Pension Fund down by $40B

TALLAHASSEE — The value of the state pension fund has plummeted by more than $40 billion since last year in light of an economic maelstrom that has caused the state's investments to greatly decrease in value.

Right now, the losses are on paper. But, financial advisers to the State Board of Administration, which manages the state pension fund, said Thursday that those losses could become very real very quickly if loans are defaulted on.

“We've been devastated,” said Rob Smith, senior financial officer for the SBA. “In a year we've wiped out what we've had in excess for ten years.”

The value of the pension fund has dropped from $137.5 billion a year ago to $95.7 billion. As recently as the end of September, the SBA reported to Gov. Charlie Crist and the Cabinet that the Florida Retirement System stood at $114 billion.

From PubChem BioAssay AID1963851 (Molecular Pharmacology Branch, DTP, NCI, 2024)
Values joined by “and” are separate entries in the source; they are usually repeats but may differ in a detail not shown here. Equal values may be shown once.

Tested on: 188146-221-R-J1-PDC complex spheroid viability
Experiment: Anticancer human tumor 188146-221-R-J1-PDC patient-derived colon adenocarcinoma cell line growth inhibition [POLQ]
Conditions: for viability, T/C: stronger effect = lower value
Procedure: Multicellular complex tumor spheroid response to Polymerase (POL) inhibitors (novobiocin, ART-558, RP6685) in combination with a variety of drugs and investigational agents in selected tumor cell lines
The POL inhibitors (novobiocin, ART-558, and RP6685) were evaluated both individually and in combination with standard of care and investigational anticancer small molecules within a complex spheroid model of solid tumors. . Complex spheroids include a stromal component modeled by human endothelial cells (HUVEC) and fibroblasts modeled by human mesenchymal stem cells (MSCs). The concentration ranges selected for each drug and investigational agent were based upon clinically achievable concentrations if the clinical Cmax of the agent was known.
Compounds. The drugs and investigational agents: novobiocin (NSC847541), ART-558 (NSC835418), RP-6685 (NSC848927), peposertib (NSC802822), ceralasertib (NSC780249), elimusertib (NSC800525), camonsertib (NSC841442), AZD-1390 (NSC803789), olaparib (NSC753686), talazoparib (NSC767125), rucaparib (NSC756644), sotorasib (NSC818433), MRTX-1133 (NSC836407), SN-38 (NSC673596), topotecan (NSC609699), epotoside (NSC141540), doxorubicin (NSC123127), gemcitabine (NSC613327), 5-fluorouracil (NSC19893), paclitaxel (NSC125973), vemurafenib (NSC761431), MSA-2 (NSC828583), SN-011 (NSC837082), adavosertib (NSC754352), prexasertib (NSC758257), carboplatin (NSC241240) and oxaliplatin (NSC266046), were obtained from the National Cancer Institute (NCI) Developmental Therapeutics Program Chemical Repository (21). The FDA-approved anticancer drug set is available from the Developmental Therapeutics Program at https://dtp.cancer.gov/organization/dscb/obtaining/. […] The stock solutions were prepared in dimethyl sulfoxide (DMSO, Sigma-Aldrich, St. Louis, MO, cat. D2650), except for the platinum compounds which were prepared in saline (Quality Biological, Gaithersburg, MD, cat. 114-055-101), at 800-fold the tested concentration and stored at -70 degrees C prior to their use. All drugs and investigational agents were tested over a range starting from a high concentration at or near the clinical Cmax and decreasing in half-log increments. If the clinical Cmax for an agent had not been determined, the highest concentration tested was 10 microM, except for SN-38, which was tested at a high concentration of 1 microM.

Other funds, including the Lawton Chiles Endowment have also severely decreased in value. The value of the fund fell from $2.1 billion June 30 to $1.1 billion at the end of September.

The Chiles Endowment has been named as a possible source to plug a more than $2 billion hole in the state budget. But state Chief Financial Officer Alex Sink has expressed concern that using the fund would completely deplete it.

At a meeting of the SBA's Investment Advisory Council on Thursday, members expressed concern over the state's investments, but also acknowledged that the economy would ultimately recover. It's just unknown how long it will take. If the stocks come back, the value will go back up.

“I don't think that capitalism is dead,” said SBA executive director Ash Williams.

The situation is obviously the same elsewhere, with global credit markets having been battered for months and fears of a worldwide recession gripping equities markets.

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